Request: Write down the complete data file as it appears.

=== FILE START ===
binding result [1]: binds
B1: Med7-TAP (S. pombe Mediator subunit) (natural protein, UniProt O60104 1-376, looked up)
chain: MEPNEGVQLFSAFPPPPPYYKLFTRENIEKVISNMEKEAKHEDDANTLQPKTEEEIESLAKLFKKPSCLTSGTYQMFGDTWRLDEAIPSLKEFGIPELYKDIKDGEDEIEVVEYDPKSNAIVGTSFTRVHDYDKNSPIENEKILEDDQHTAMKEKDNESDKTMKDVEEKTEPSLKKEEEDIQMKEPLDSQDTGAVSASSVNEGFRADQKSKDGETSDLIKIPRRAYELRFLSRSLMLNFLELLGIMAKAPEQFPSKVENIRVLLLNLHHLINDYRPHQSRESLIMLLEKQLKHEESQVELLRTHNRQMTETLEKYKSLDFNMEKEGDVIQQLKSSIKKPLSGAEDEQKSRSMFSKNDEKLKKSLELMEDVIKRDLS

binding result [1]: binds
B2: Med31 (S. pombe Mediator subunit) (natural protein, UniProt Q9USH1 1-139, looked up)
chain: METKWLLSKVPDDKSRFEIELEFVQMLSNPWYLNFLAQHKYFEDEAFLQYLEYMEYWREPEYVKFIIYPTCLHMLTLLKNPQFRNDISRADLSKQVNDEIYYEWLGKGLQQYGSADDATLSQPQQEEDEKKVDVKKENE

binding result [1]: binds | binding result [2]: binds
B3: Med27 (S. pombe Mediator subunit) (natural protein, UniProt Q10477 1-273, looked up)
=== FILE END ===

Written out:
binding result [1]: binds
B1: Med7-TAP (S. pombe Mediator subunit) (natural protein, UniProt O60104 1-376, looked up)
chain: MEPNEGVQLFSAFPPPPPYYKLFTRENIEKVISNMEKEAKHEDDANTLQPKTEEEIESLAKLFKKPSCLTSGTYQMFGDTWRLDEAIPSLKEFGIPELYKDIKDGEDEIEVVEYDPKSNAIVGTSFTRVHDYDKNSPIENEKILEDDQHTAMKEKDNESDKTMKDVEEKTEPSLKKEEEDIQMKEPLDSQDTGAVSASSVNEGFRADQKSKDGETSDLIKIPRRAYELRFLSRSLMLNFLELLGIMAKAPEQFPSKVENIRVLLLNLHHLINDYRPHQSRESLIMLLEKQLKHEESQVELLRTHNRQMTETLEKYKSLDFNMEKEGDVIQQLKSSIKKPLSGAEDEQKSRSMFSKNDEKLKKSLELMEDVIKRDLS

binding result [1]: binds
B2: Med31 (S. pombe Mediator subunit) (natural protein, UniProt Q9USH1 1-139, looked up)
chain: METKWLLSKVPDDKSRFEIELEFVQMLSNPWYLNFLAQHKYFEDEAFLQYLEYMEYWREPEYVKFIIYPTCLHMLTLLKNPQFRNDISRADLSKQVNDEIYYEWLGKGLQQYGSADDATLSQPQQEEDEKKVDVKKENE

binding result [1]: binds | binding result [2]: binds
B3: Med27 (S. pombe Mediator subunit) (natural protein, UniProt Q10477 1-273, looked up)